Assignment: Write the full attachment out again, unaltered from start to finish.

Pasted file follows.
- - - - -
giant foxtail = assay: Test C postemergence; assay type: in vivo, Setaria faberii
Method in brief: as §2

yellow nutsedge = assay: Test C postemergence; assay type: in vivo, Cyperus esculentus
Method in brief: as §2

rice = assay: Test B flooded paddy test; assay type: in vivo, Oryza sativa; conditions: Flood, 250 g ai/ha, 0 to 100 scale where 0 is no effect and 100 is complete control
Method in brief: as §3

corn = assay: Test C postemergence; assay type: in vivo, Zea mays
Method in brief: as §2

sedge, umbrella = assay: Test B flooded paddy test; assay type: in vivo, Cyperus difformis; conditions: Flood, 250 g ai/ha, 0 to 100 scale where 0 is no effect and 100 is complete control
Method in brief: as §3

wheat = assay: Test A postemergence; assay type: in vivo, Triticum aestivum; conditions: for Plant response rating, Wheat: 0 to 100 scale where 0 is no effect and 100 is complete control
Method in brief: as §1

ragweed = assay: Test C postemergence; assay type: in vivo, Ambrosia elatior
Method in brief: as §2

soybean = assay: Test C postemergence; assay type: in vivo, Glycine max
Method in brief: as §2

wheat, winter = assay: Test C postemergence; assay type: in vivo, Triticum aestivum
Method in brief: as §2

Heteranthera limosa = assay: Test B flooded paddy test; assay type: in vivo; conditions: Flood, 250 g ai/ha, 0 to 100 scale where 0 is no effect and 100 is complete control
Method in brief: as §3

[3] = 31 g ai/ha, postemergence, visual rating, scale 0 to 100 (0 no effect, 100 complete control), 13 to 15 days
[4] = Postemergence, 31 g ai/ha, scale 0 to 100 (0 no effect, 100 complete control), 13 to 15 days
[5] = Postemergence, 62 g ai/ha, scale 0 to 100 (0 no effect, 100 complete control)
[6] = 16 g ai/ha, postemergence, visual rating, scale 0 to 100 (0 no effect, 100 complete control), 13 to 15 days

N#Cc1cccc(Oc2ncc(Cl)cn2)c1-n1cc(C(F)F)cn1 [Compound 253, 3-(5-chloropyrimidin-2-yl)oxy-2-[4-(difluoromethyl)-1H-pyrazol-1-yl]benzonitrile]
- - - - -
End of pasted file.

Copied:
giant foxtail = assay: Test C postemergence; assay type: in vivo, Setaria faberii
Method in brief: as §2

yellow nutsedge = assay: Test C postemergence; assay type: in vivo, Cyperus esculentus
Method in brief: as §2

rice = assay: Test B flooded paddy test; assay type: in vivo, Oryza sativa; conditions: Flood, 250 g ai/ha, 0 to 100 scale where 0 is no effect and 100 is complete control
Method in brief: as §3

corn = assay: Test C postemergence; assay type: in vivo, Zea mays
Method in brief: as §2

sedge, umbrella = assay: Test B flooded paddy test; assay type: in vivo, Cyperus difformis; conditions: Flood, 250 g ai/ha, 0 to 100 scale where 0 is no effect and 100 is complete control
Method in brief: as §3

wheat = assay: Test A postemergence; assay type: in vivo, Triticum aestivum; conditions: for Plant response rating, Wheat: 0 to 100 scale where 0 is no effect and 100 is complete control
Method in brief: as §1

ragweed = assay: Test C postemergence; assay type: in vivo, Ambrosia elatior
Method in brief: as §2

soybean = assay: Test C postemergence; assay type: in vivo, Glycine max
Method in brief: as §2

wheat, winter = assay: Test C postemergence; assay type: in vivo, Triticum aestivum
Method in brief: as §2

Heteranthera limosa = assay: Test B flooded paddy test; assay type: in vivo; conditions: Flood, 250 g ai/ha, 0 to 100 scale where 0 is no effect and 100 is complete control
Method in brief: as §3

[3] = 31 g ai/ha, postemergence, visual rating, scale 0 to 100 (0 no effect, 100 complete control), 13 to 15 days
[4] = Postemergence, 31 g ai/ha, scale 0 to 100 (0 no effect, 100 complete control), 13 to 15 days
[5] = Postemergence, 62 g ai/ha, scale 0 to 100 (0 no effect, 100 complete control)
[6] = 16 g ai/ha, postemergence, visual rating, scale 0 to 100 (0 no effect, 100 complete control), 13 to 15 days

N#Cc1cccc(Oc2ncc(Cl)cn2)c1-n1cc(C(F)F)cn1 [Compound 253, 3-(5-chloropyrimidin-2-yl)oxy-2-[4-(difluoromethyl)-1H-pyrazol-1-yl]benzonitrile]